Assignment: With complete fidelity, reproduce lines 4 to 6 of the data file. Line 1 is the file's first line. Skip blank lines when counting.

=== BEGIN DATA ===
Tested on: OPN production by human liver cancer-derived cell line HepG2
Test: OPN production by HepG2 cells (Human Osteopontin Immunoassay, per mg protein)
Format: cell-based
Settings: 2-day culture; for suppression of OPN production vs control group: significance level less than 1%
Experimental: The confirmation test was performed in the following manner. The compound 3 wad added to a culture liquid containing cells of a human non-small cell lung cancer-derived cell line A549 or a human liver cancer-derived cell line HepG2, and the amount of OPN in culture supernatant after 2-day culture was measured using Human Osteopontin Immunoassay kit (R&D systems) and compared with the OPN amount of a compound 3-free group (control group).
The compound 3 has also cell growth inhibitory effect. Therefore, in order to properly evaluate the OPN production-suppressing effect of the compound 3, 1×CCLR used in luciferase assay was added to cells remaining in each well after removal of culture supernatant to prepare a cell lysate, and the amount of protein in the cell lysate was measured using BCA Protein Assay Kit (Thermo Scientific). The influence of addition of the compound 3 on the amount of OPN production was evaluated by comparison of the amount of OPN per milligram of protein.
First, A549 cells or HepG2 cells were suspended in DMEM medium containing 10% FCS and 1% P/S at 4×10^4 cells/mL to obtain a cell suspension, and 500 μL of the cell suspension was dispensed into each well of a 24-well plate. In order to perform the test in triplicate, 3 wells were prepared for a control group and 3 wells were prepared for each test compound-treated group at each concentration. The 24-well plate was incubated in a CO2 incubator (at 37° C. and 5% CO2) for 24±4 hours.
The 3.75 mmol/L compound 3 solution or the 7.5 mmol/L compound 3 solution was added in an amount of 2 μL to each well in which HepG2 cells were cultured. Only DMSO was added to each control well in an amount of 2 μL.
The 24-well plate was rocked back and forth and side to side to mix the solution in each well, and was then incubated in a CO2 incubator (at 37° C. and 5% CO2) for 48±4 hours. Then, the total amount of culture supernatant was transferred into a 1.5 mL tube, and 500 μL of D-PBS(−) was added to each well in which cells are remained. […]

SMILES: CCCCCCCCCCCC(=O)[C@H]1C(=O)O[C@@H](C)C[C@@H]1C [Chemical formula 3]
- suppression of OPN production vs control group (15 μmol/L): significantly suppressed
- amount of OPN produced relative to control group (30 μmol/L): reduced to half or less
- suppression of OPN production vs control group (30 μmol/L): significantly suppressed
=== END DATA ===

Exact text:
Settings: 2-day culture; for suppression of OPN production vs control group: significance level less than 1%
Experimental: The confirmation test was performed in the following manner. The compound 3 wad added to a culture liquid containing cells of a human non-small cell lung cancer-derived cell line A549 or a human liver cancer-derived cell line HepG2, and the amount of OPN in culture supernatant after 2-day culture was measured using Human Osteopontin Immunoassay kit (R&D systems) and compared with the OPN amount of a compound 3-free group (control group).
The compound 3 has also cell growth inhibitory effect. Therefore, in order to properly evaluate the OPN production-suppressing effect of the compound 3, 1×CCLR used in luciferase assay was added to cells remaining in each well after removal of culture supernatant to prepare a cell lysate, and the amount of protein in the cell lysate was measured using BCA Protein Assay Kit (Thermo Scientific). The influence of addition of the compound 3 on the amount of OPN production was evaluated by comparison of the amount of OPN per milligram of protein.